TUNIS (Reuters) - The IMF began talks with Tunisia on Thursday over a new credit programme, tied to measures to strengthen its economy and finances and likely to be worth at least $1.7 billion over four years, a central bank official told Reuters.
Tunisia’s economy has struggled since the 2011 uprising against autocrat Zine El-Abidine Ben Ali that sparked the Arab Spring revolutions across North Africa. Two attacks last year by Islamist militants hurt its tourism industry.
Protests to demand work last month turned violent, underscoring the fragility of the economic growth that Tunisia needs to underpin its democratic transition.
Amine Mati, the head of the IMF delegation in Tunisia, met the Central Bank Governor Chedli Ayari to discuss the details of the credit programme on Thursday.
“The programme will be in accordance with new economic reforms in Tunisia this year and during the three next years,” an central bank official told Reuters after the meeting.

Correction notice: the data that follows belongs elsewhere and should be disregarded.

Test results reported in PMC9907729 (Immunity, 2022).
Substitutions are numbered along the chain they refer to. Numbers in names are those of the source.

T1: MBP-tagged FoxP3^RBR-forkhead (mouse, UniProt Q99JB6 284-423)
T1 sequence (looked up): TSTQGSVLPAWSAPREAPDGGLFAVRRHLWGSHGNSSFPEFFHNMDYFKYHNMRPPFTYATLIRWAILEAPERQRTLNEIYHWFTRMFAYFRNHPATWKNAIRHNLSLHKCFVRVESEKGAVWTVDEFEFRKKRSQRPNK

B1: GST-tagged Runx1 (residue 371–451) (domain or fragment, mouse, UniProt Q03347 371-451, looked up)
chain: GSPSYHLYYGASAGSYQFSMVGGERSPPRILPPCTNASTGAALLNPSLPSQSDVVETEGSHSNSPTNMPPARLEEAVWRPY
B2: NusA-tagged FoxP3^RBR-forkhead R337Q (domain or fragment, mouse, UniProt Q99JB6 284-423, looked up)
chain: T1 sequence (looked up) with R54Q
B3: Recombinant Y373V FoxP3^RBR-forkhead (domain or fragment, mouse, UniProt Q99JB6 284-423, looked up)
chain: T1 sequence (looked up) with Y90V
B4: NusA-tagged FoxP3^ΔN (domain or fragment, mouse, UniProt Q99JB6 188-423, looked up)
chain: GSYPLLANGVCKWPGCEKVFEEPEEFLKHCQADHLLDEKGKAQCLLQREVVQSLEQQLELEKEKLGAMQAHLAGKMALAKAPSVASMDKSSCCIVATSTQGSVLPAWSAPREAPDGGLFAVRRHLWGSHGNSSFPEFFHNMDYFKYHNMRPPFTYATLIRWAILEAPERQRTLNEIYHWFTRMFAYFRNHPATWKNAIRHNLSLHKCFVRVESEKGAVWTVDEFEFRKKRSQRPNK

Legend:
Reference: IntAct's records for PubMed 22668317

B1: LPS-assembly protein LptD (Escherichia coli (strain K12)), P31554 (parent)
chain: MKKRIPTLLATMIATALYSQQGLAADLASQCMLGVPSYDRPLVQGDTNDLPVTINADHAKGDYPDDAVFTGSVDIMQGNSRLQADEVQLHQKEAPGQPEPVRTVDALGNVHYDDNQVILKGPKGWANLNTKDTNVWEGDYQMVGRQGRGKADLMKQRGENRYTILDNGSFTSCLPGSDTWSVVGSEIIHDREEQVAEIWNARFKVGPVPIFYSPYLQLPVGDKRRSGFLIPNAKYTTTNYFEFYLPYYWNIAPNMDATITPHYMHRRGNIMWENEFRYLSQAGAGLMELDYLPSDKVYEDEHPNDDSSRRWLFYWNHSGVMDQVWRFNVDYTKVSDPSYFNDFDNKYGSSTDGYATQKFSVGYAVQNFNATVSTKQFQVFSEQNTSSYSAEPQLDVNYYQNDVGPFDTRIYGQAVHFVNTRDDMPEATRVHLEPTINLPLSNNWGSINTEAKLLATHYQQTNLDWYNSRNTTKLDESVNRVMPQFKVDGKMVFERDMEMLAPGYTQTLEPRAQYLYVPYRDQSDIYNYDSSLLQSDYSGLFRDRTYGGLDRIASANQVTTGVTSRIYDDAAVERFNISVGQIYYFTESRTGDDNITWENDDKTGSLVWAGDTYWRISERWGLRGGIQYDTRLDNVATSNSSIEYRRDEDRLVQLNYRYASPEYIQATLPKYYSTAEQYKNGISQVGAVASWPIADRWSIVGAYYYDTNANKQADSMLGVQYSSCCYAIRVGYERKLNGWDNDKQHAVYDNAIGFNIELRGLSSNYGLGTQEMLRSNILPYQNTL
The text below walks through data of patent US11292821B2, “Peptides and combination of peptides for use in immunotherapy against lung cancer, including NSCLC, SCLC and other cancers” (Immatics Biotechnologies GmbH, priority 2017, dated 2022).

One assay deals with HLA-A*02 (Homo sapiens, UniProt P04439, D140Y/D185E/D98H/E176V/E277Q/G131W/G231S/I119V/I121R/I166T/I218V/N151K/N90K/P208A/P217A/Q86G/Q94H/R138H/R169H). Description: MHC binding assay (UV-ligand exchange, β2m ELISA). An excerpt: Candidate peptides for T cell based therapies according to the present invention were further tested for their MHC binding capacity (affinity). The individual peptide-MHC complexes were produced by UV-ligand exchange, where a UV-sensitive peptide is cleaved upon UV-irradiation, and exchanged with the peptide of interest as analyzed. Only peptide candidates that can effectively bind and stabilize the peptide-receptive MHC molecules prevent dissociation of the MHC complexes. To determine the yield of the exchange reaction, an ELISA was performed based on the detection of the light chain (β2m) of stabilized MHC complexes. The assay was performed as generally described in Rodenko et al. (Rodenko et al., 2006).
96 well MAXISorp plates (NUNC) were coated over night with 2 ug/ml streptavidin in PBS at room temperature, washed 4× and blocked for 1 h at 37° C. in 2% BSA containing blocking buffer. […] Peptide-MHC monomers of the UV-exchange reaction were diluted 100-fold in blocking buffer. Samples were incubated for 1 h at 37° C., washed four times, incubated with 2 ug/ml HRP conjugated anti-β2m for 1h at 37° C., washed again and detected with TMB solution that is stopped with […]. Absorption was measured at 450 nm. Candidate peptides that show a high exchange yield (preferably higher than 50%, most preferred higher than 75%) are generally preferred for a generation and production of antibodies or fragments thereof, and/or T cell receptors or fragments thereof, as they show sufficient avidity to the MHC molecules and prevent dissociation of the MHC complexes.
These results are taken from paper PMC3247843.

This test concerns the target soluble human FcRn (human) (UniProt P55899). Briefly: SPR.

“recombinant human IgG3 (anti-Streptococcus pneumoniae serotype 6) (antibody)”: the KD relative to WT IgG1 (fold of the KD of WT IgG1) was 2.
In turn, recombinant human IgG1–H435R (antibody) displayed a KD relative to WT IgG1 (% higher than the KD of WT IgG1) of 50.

Mati will also meet the prime minister’s adviser in charge of economic reforms.
Tunisia is about to get a loan of 500 million euros ($550 million) from the European Union to support the economy, and former colonial ruler France last month pledged 1 billion euros in aid over five years.
The new IMF programme will follow on from a two-year deal totalling about $1.74 billion that was agreed in 2013 and extended last year by seven months to buy time for Tunisia to put banking and fiscal reforms in place.
Under the programme, Tunisia also agreed to keep its budget deficit under control and make the foreign exchange market more flexible.
($1 = 0.9023 euros)
Reporting by Tarek Amara; Editing by Ruth Pitchford